In other words, now that these agencies are starting to complain about government spending, the New York Times is telling them to shut up.

Ratings can be useful in helping investors evaluate the performance of complex and lightly traded securities. But, ever since the financial crisis, the ratings agencies’ own track record has come under attack

Or, to be more precise, since they have begun to talk about the need for the US to cut its deficit their track record has come under attack.

Meanwhile, there is the topic that the hearing was originally called to address. As part of the Dodd-Frank Act, lawmakers pushed for new rules that stopped requiring the use of ratings, forcing investors to do their own analysis instead. But banks and their regulators have fiercely resisted the rules, saying that putting that rule into effect is difficult.

On Monday, for example, the Federal Reserve identified 46 instances in its bank regulation that required investors to rely on credit ratings, but it did not map out how it would adapt those rules so that ratings were no longer necessary. The Securities and Exchange Commission also proposed Tuesday that mortgage bond and other issuers make certain certifications in an effort to reduce investors’ reliance on ratings.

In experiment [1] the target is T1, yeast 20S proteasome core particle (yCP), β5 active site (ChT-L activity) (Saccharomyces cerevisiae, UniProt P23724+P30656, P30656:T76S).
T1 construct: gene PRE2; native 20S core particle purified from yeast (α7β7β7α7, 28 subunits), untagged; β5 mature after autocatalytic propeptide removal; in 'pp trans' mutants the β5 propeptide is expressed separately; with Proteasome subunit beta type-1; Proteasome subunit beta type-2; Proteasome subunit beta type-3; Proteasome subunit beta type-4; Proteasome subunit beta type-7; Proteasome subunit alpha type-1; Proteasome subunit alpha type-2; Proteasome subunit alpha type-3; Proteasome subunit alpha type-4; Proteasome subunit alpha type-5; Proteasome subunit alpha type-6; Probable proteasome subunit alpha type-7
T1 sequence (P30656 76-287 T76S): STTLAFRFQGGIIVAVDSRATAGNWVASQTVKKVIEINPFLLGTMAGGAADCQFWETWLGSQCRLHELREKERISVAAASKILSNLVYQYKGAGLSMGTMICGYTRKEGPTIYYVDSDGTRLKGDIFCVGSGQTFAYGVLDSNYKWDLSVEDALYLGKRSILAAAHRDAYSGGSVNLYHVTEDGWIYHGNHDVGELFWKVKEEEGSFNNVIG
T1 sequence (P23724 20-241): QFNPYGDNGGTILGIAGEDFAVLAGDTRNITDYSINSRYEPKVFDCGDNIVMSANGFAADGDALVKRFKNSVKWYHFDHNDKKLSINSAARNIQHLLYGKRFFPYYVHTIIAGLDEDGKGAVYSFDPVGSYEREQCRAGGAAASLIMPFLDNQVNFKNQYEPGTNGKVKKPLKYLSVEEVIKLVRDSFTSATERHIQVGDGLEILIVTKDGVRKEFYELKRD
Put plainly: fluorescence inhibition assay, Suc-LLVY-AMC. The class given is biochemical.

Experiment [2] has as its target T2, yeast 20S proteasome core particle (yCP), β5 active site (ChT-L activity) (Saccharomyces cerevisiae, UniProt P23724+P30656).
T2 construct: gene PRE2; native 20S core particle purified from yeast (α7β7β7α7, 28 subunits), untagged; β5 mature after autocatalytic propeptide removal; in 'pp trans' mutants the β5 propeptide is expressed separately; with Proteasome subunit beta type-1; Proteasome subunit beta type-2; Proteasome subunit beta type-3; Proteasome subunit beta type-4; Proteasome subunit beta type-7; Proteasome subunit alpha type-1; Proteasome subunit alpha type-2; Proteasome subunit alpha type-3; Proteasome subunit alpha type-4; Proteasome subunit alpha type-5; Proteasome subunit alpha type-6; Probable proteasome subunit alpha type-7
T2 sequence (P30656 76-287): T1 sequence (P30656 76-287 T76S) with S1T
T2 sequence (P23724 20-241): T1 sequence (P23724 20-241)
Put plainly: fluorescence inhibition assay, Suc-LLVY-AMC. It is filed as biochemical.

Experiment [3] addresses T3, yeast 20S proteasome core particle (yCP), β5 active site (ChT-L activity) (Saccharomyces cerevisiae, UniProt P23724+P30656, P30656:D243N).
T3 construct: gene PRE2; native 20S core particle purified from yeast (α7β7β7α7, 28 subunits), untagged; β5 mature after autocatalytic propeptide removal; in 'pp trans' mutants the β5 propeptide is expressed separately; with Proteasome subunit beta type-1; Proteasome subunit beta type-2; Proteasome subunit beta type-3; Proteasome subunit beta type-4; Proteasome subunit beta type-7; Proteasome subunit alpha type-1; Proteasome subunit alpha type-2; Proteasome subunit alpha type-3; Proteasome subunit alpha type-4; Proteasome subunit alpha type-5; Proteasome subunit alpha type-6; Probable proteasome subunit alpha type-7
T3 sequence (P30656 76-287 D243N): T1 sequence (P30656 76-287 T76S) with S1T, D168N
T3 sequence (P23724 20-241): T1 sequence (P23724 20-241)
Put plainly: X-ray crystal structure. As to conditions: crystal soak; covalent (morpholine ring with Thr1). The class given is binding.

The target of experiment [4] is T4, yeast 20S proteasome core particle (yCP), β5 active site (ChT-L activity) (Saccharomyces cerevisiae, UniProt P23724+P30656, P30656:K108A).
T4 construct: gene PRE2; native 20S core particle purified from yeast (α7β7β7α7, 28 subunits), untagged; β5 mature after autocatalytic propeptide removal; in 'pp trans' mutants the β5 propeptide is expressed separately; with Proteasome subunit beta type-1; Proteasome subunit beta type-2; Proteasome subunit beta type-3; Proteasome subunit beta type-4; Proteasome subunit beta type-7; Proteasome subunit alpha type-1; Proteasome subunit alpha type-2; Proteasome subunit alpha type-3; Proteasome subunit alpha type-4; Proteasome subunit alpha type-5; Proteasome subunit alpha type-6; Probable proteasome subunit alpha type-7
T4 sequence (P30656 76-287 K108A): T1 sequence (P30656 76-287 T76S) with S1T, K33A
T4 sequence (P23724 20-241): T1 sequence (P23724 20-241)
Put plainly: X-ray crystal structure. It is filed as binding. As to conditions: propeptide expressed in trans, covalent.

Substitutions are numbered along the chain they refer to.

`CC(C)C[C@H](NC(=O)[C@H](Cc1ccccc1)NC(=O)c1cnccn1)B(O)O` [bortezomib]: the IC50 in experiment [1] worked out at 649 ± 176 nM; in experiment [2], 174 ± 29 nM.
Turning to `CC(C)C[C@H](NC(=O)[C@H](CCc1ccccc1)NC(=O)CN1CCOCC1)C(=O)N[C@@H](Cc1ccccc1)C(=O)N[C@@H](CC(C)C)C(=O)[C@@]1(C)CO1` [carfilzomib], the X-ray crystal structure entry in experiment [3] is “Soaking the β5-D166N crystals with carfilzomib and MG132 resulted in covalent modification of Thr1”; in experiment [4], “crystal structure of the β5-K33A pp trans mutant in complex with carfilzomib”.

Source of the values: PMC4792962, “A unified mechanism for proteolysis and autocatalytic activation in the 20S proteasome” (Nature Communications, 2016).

Lawmakers said they planned to question ratings agency officials, financial regulators and other experts on efforts to de-emphasize the importance of credit ratings in the year since the Dodd-Frank rules were passed.